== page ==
“Your guardian fairy,
Then all the little McSwiggins stared, and the littlest McSwiggins—except the baby, asked, “Was it really a fairy, mother?” and Mrs. McSwiggins wiped her eyes and sobbed, “I reckon it was, honey,” but Mary McSwiggins with her eyes shining as they had never shone before in her sad little life said softly to her mother, “I’ll bet it was them girls and that Bart boy. I’ll bet it was—”
“What girls?” asked Mrs. McSwiggins.
“Them girls down at the Judge’s in the big house. They wears white dresses, and one’s got yaller hair and the other’s got brown, and I was behin’ the fence yustiddy when they was pickin’ flowers, and that’s how I foun’ out they names—the dark one’s Judy, and the light one’s Anne—and the boy’s named Launcelot. And that’s how they got that fairy name—you look here,” and she held up the note to her mother, “‘Ju—ann—lot’—it’s jes’ them names strung together.”
“Well, now,” said Mrs. McSwiggins, “if that ain’ bright, honey. But I don’t know’s we ought to take all them things.”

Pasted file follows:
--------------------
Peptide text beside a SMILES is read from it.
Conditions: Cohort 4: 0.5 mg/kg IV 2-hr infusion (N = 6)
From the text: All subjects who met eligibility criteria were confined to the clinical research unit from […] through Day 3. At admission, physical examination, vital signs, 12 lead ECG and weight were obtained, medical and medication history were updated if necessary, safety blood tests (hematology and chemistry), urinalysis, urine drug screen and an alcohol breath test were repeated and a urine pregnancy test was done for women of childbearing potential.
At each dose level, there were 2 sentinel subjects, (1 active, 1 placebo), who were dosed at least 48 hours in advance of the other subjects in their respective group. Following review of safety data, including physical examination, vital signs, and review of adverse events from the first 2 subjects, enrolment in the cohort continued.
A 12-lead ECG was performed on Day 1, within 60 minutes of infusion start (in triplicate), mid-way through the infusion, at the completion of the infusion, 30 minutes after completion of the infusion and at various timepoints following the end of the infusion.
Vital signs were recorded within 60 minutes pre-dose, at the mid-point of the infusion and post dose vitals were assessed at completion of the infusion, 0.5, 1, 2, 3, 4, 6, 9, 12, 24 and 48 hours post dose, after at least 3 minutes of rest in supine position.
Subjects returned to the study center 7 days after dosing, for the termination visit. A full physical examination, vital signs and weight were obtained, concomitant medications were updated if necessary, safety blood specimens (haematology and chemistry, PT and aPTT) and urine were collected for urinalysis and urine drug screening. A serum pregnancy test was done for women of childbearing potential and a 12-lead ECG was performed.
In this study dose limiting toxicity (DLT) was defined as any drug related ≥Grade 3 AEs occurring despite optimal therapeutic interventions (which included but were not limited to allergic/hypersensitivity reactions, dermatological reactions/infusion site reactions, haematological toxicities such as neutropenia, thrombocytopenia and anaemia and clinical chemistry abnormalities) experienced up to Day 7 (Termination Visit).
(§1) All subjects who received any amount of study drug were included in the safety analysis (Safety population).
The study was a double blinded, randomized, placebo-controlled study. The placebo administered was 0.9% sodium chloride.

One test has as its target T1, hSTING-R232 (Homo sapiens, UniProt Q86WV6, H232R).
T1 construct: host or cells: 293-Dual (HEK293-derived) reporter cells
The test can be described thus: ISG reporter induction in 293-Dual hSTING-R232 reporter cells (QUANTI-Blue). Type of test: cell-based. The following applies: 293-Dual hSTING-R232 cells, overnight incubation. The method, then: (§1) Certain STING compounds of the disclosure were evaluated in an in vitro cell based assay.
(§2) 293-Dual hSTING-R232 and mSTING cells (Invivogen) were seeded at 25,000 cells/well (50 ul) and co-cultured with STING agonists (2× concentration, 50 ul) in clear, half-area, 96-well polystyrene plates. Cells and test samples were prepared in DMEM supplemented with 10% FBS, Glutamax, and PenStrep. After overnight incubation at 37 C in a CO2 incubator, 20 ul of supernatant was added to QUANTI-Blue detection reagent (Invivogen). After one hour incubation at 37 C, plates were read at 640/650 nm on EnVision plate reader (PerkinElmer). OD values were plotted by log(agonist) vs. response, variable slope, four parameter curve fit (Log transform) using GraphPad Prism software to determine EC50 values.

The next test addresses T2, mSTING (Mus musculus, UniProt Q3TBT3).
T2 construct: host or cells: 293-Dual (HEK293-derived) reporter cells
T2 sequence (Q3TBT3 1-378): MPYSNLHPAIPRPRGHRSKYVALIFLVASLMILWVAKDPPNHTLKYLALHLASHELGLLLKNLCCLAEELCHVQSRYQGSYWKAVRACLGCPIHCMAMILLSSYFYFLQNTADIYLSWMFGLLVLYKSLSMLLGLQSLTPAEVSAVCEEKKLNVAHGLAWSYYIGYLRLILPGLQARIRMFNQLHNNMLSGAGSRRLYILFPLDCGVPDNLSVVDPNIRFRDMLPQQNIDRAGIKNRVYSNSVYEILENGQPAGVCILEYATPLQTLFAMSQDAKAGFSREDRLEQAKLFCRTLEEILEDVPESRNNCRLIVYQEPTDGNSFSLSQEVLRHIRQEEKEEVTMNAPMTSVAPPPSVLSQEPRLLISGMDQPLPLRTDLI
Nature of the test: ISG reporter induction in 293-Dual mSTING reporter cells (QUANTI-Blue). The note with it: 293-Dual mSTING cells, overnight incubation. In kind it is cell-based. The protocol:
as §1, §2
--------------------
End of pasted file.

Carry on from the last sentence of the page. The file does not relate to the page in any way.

“Sweetheart ain’t goin’ away from yer no more,” said Mary, firmly, “and they’d feel mighty bad if we didn’t take the other things.”
“Well, mebbe they would,” said Mrs. McSwiggins, “and anyhow they’s saved us from the po’house, and that’s a fact, Mary, and don’ you forgit it when you say yo’ prayers.”
Far down the road the Mysterious Four gloated over their success.
“Wasn’t it fun?” gasped Anne.
“Here’s to the fairy Juannlot,” cried Launcelot.
“May she never cease to do good,” cried Judy, beaming on her fellow conspirators.
But Perkins merely nodded approval. For had not all the good ladies of the house of Jameson played the role of Lady Bountiful, and was not Judy thus proving herself worthy of their name and fame?
THE SUMMER ENDS
In the softened light of the candles, the big mirrors reflected that night four misty groups of happy people.
A blur of pink down at one end, was Anne in rosy organdie, playing games with Tommy and Amelia and Nannie; a little fire flickered in the open grate, for the evening was cool, and one side of it sat the little grandmother and her old friend, the Judge, and on the other Dr. Grennell and Captain Jameson, engaged in an animated discussion; while in the window-seat, Judy and Launcelot gazed out upon the old garden.
“I shall miss it awfully,” said Judy, with a little sigh.
Launcelot turned on her a startled glance.
“Why?” he asked, “where are you going?”
“Away to school,” said Judy, “didn’t Anne tell you?”
“Oh, I say—oh, I say, you’re not, really?” Launcelot’s voice had a queer break in it, that made Judy say quickly:
“We are coming back for Christmas.”